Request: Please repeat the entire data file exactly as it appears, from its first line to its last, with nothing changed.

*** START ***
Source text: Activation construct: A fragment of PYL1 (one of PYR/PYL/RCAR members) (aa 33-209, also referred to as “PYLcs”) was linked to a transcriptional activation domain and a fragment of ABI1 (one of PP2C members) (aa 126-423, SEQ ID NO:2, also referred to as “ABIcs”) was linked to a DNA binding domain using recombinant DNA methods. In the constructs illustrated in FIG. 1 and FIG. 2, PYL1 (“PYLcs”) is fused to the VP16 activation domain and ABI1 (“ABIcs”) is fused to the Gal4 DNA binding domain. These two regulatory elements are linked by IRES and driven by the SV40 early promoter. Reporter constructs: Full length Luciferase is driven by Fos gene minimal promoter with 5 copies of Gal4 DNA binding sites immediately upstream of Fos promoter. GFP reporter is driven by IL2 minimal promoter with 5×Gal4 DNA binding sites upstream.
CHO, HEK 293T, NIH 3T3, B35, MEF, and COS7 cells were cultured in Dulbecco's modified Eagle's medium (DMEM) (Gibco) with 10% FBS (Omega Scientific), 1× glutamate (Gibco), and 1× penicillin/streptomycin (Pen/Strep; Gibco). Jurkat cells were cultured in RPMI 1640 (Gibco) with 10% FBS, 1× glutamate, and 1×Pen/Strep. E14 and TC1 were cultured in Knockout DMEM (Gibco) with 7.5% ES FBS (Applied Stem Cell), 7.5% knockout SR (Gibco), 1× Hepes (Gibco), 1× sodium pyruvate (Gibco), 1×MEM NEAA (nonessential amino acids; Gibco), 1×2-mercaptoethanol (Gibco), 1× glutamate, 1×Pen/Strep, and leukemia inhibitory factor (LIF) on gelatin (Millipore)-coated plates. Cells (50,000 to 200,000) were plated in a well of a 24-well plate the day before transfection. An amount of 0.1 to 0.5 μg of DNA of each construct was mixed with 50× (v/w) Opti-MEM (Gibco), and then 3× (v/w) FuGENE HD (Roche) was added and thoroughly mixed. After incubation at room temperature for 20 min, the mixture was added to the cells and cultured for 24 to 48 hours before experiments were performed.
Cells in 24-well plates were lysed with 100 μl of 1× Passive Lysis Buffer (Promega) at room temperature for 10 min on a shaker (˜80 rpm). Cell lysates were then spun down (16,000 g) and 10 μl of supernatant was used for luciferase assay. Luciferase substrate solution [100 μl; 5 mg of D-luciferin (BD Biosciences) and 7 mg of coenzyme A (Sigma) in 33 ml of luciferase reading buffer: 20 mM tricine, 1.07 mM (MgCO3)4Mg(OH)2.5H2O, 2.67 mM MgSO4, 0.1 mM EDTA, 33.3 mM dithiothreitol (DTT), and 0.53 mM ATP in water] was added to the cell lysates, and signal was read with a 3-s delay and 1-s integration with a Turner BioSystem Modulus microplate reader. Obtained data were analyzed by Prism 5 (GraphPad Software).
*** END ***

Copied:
Source text: Activation construct: A fragment of PYL1 (one of PYR/PYL/RCAR members) (aa 33-209, also referred to as “PYLcs”) was linked to a transcriptional activation domain and a fragment of ABI1 (one of PP2C members) (aa 126-423, SEQ ID NO:2, also referred to as “ABIcs”) was linked to a DNA binding domain using recombinant DNA methods. In the constructs illustrated in FIG. 1 and FIG. 2, PYL1 (“PYLcs”) is fused to the VP16 activation domain and ABI1 (“ABIcs”) is fused to the Gal4 DNA binding domain. These two regulatory elements are linked by IRES and driven by the SV40 early promoter. Reporter constructs: Full length Luciferase is driven by Fos gene minimal promoter with 5 copies of Gal4 DNA binding sites immediately upstream of Fos promoter. GFP reporter is driven by IL2 minimal promoter with 5×Gal4 DNA binding sites upstream.
CHO, HEK 293T, NIH 3T3, B35, MEF, and COS7 cells were cultured in Dulbecco's modified Eagle's medium (DMEM) (Gibco) with 10% FBS (Omega Scientific), 1× glutamate (Gibco), and 1× penicillin/streptomycin (Pen/Strep; Gibco). Jurkat cells were cultured in RPMI 1640 (Gibco) with 10% FBS, 1× glutamate, and 1×Pen/Strep. E14 and TC1 were cultured in Knockout DMEM (Gibco) with 7.5% ES FBS (Applied Stem Cell), 7.5% knockout SR (Gibco), 1× Hepes (Gibco), 1× sodium pyruvate (Gibco), 1×MEM NEAA (nonessential amino acids; Gibco), 1×2-mercaptoethanol (Gibco), 1× glutamate, 1×Pen/Strep, and leukemia inhibitory factor (LIF) on gelatin (Millipore)-coated plates. Cells (50,000 to 200,000) were plated in a well of a 24-well plate the day before transfection. An amount of 0.1 to 0.5 μg of DNA of each construct was mixed with 50× (v/w) Opti-MEM (Gibco), and then 3× (v/w) FuGENE HD (Roche) was added and thoroughly mixed. After incubation at room temperature for 20 min, the mixture was added to the cells and cultured for 24 to 48 hours before experiments were performed.
Cells in 24-well plates were lysed with 100 μl of 1× Passive Lysis Buffer (Promega) at room temperature for 10 min on a shaker (˜80 rpm). Cell lysates were then spun down (16,000 g) and 10 μl of supernatant was used for luciferase assay. Luciferase substrate solution [100 μl; 5 mg of D-luciferin (BD Biosciences) and 7 mg of coenzyme A (Sigma) in 33 ml of luciferase reading buffer: 20 mM tricine, 1.07 mM (MgCO3)4Mg(OH)2.5H2O, 2.67 mM MgSO4, 0.1 mM EDTA, 33.3 mM dithiothreitol (DTT), and 0.53 mM ATP in water] was added to the cell lysates, and signal was read with a 3-s delay and 1-s integration with a Turner BioSystem Modulus microplate reader. Obtained data were analyzed by Prism 5 (GraphPad Software).